On Friday, the U.S. Department of Labor (DOL) recently issued a final rule that imposed new limits on proxy voting for private employee benefit plans’ fiduciaries. The rule, as issued, requires fiduciaries to put the financial interests of their workers ahead of broader “non-pecuniary objectives”—or, in other words, not to make financial decisions based on concerns about the environmental/social/government (ESG) performance or other “values”-based elements of these investment vehicles.
The latest action followed a series of similar efforts also undertaken by the DOL (most notably in the context of ERISA plans) that critics see as potentially seeking to undermine shareholder activism on climate change and other social causes. Notably, the Department’s planned rule changes will not go into effect until January, and may potentially be reversed by the incoming administration. Earlier this fall, the Federal Reserve also took the significant step of including climate risk in its financial stability report, and the Commodity Futures Trading Commission released a similar report on “Managing Climate Risk in the U.S. Financial System,” perhaps sending conflicting signals to investors.
In this complex and ever-changing landscape, the Yale Center for Environmental Law & Policy seeks to be a resource to financial services providers and other advocates in sustainable finance. The Center’s recent book, Values at Work: Sustainable Investing and ESG Reporting, along with its recent white paper on the same topic, take on the issue of sustainability in finance head-on, proposing a bold (but achievable) set of recommendations and highlighting a number of diverse perspectives in the world of sustainable finance.
Shareholder votes related to climate risk have increasingly come into the spotlight in recent years. Blackrock, as one example, recently vowed to support more such resolutions, after criticism from activists based on its past voting record. As commentators have pointed out throughout the rulemaking process, the DOL’s new rule potentially overlooks the economic externalities created by climate change. This contrasts with the viewpoint adopted by the Task Force on Climate-Related Financial Disclosures (TCFD) and the European Union, which have increasingly sought to mainstream climate risk disclosure. The adoption of TCFD standards as mandatory in the U.K. and elsewhere around the world potentially subjects multinationals to conflicting standards. The adoption of a “double materiality” framework by the European Commission – considering not only the impact of society on business, but also the impact of business on society – is also directly at odds with the narrower rule promulgated by DOL.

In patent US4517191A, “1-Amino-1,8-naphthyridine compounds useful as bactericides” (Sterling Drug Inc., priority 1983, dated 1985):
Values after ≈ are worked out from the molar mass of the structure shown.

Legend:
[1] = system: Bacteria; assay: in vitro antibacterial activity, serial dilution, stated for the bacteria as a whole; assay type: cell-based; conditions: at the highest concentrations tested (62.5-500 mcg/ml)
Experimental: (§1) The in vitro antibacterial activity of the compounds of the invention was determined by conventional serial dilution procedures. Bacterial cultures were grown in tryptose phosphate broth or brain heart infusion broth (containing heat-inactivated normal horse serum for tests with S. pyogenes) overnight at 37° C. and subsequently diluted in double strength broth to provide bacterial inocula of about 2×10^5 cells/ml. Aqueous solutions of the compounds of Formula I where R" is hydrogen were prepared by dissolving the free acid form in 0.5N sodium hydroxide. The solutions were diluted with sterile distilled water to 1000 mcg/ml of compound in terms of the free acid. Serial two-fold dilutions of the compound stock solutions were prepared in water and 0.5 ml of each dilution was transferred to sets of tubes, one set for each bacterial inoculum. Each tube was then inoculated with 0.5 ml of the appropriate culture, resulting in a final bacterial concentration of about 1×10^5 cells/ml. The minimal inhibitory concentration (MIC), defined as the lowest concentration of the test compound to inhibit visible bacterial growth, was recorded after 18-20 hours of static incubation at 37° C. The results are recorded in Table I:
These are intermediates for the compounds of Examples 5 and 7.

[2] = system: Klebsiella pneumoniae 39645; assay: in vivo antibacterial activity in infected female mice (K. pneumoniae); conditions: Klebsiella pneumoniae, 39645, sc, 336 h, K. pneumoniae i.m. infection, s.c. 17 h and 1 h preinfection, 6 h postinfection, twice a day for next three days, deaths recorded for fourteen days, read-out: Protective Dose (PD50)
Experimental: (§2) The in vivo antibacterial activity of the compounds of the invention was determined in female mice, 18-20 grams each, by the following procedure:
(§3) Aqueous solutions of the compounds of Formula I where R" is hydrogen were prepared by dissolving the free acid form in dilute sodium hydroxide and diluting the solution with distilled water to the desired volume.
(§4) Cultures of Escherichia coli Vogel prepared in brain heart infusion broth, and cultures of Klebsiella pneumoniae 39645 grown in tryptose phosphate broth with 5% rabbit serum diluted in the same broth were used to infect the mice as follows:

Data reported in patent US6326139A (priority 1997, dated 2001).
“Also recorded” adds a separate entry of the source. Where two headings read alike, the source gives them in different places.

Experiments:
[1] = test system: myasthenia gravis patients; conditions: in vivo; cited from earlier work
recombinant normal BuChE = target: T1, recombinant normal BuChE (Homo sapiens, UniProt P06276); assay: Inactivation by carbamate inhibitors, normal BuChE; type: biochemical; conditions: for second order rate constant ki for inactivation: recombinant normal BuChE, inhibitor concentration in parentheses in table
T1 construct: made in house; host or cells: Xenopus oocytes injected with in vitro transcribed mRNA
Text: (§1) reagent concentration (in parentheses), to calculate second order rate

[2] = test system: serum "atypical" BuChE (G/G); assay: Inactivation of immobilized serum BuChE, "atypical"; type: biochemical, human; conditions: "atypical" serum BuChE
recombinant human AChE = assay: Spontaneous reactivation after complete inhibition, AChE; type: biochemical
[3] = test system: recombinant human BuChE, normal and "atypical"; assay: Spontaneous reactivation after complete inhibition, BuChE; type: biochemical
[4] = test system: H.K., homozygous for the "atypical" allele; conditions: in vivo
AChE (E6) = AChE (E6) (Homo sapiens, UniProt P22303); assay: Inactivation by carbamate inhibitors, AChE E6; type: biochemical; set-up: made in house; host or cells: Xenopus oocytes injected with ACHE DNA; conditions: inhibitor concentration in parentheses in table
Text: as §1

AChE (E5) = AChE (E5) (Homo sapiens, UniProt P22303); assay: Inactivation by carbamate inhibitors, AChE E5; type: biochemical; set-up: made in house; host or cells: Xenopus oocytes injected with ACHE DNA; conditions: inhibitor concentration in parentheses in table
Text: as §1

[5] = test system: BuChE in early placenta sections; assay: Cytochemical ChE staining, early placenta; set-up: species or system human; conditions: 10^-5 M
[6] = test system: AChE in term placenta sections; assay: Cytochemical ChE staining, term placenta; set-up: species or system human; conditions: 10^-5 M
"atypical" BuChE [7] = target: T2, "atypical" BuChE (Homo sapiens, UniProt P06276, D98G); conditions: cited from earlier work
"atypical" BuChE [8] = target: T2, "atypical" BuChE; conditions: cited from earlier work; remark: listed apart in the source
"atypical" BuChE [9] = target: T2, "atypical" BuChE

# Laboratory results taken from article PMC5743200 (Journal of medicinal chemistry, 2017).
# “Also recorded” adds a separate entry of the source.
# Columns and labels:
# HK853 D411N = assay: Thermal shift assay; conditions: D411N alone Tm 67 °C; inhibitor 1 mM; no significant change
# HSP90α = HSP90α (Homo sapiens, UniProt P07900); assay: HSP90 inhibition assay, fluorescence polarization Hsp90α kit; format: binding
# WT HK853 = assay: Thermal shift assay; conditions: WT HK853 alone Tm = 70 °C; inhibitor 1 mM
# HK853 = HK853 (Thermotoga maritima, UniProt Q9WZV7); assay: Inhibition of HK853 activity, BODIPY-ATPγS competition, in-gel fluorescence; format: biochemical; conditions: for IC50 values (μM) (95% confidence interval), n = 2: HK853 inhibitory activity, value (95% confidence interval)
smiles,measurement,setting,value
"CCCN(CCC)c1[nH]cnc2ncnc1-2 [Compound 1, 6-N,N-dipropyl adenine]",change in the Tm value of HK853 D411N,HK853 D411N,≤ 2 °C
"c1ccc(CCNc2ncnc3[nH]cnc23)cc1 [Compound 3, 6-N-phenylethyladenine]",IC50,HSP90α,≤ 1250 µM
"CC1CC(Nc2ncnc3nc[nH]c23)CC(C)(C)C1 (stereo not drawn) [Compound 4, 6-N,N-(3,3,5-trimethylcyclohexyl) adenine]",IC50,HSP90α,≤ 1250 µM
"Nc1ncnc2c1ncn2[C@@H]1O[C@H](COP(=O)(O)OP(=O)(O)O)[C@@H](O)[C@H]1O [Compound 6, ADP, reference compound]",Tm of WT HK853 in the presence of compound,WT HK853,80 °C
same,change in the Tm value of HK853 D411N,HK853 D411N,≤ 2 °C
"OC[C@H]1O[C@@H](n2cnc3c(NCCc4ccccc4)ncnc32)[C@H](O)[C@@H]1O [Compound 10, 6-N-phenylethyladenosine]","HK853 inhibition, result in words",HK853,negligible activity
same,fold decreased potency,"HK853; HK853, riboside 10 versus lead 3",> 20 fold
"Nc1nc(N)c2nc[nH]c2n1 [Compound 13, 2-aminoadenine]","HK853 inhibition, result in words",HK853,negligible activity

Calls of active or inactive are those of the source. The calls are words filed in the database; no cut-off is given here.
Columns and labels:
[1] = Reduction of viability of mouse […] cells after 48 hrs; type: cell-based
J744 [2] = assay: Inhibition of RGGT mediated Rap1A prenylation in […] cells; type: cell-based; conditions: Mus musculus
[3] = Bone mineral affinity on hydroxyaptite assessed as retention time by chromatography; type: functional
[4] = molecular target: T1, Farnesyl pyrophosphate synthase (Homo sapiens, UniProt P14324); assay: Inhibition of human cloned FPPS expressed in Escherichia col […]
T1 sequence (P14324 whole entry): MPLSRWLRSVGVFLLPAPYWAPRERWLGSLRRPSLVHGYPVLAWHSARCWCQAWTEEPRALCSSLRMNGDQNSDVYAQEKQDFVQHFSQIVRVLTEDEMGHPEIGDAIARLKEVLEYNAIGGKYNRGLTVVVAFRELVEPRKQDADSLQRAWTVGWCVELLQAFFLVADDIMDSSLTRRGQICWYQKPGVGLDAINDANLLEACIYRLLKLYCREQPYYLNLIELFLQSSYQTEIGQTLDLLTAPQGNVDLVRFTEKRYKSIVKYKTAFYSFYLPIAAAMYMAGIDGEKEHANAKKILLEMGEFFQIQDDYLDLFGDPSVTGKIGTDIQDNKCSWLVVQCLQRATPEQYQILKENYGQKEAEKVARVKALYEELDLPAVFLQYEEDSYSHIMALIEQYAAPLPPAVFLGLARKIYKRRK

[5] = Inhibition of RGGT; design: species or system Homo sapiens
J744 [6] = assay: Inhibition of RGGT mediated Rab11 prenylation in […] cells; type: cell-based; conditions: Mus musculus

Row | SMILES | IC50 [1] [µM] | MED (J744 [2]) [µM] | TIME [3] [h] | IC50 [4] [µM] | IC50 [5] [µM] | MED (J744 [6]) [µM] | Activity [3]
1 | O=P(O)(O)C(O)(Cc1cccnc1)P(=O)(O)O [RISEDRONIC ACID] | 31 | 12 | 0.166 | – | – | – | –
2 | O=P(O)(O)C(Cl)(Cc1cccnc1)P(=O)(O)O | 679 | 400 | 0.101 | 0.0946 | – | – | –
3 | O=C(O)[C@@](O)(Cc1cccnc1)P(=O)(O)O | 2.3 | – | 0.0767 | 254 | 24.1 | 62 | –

Although decried as symbolic activism by some, shareholder resolutions are a powerful tool to ensure that the physical and economic risks of climate change are adequately accounted for throughout financial markets. Pushback against shareholder resolutions related to climate risk parallels a proposed rule from the Treasury Department that divesting from fossil fuels is a form of credit discrimination under the Equal Credit Opportunity Act and other applicable lending laws. Such arguments overlook, however, that climate risk is a financial risk as well. As previously identified by the Institute for Energy Economics and Financial Analysis (IEEFA) and other independent experts, funds that are heavily invested in fossil fuels have seen billions wiped from their balance sheets over the past decade. For pension funds and other passive investments, which often operate as index funds, shareholder resolutions are potentially a powerful tool to minimize such risk for retirees. The rise of index funds that seek to screen out fossil fuels, such as notably the S&P 500 Fossil Fuel Free Index, has also accelerated in recent years. Although not without controversy, the creation of such funds – as well as the increasing number of shareholder resolutions focused on fossil fuels – show that investors are increasingly attuned to climate policy. In this light, DOL’s recent rule change is perhaps a response to this rapidly changing landscape, in which climate risk has rapidly moved from activist mantra to mainstream accounting.
Since the Center began drafting Values at Work, the shift to sustainable investing has only accelerated. The launch of the Net Zero Asset Managers initiative, in conjunction with the UN Secretary-General’s Climate Ambition Summit earlier this month, also marks a notable turning point. Currently, trillions of dollars around the world are being managed with climate risk in mind. The appointment of Brian Deese, a Yale alumnus and former Global Head of Sustainable Investing at Blackrock, as director of the National Economic Council indicates that the new administration may move in a new direction. As the nation shifts into governance mode this January, it is our hope that Yale, as well as our alumni, will continue to serve as a resource in this vital transition to a market that is more sustainable, more open, and ultimately more free.